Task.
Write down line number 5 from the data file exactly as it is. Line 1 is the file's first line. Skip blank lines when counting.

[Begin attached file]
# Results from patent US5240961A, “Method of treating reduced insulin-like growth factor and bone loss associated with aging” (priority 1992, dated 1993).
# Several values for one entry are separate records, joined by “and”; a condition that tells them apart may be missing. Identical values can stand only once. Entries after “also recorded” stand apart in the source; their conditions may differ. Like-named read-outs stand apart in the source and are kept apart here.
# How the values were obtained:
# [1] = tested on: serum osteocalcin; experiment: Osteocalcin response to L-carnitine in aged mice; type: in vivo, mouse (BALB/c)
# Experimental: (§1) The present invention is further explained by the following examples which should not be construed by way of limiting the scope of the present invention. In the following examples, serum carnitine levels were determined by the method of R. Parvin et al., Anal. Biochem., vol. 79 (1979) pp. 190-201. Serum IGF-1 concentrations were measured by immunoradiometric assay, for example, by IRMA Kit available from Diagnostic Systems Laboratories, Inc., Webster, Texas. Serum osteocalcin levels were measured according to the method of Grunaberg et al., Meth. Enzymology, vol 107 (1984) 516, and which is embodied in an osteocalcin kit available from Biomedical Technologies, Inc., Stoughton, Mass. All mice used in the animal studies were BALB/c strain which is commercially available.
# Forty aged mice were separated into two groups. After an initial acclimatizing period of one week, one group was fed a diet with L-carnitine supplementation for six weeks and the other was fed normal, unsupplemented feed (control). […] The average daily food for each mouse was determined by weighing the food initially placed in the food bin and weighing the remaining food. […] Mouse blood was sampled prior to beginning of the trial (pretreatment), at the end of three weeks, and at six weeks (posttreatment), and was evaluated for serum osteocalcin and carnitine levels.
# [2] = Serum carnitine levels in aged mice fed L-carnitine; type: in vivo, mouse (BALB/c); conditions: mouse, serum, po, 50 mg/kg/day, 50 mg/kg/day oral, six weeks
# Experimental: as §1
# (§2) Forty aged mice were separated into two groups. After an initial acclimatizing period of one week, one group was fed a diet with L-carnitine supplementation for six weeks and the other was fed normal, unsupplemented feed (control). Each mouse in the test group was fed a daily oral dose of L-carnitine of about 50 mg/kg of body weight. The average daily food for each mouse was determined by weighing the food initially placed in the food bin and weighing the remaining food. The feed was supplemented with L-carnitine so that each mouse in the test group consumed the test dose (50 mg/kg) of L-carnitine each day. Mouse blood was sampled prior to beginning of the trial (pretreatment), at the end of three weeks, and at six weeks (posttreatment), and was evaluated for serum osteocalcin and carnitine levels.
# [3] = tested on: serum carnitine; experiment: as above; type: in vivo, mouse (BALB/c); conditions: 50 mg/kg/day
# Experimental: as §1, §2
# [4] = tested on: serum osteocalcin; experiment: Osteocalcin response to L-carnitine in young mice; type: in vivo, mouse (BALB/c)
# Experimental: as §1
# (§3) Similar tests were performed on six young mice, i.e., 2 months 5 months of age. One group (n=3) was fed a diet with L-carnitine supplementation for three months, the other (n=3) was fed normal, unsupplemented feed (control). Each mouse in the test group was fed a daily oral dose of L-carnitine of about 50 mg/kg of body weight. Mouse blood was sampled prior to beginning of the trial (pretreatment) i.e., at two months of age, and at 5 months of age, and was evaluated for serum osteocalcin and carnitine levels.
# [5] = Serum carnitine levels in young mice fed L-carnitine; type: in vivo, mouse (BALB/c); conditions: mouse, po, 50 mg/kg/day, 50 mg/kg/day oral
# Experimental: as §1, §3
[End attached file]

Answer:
# Experimental: (§1) The present invention is further explained by the following examples which should not be construed by way of limiting the scope of the present invention. In the following examples, serum carnitine levels were determined by the method of R. Parvin et al., Anal. Biochem., vol. 79 (1979) pp. 190-201. Serum IGF-1 concentrations were measured by immunoradiometric assay, for example, by IRMA Kit available from Diagnostic Systems Laboratories, Inc., Webster, Texas. Serum osteocalcin levels were measured according to the method of Grunaberg et al., Meth. Enzymology, vol 107 (1984) 516, and which is embodied in an osteocalcin kit available from Biomedical Technologies, Inc., Stoughton, Mass. All mice used in the animal studies were BALB/c strain which is commercially available.